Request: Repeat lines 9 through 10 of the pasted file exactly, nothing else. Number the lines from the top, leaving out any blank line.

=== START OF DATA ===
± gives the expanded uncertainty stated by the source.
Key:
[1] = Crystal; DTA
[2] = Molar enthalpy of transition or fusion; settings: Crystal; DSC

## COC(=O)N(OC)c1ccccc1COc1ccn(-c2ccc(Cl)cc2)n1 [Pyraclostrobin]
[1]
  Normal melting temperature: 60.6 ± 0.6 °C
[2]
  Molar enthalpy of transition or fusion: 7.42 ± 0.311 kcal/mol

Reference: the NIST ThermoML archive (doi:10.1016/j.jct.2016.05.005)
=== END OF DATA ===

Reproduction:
  Molar enthalpy of transition or fusion: 7.42 ± 0.311 kcal/mol

Reference: the NIST ThermoML archive (doi:10.1016/j.jct.2016.05.005)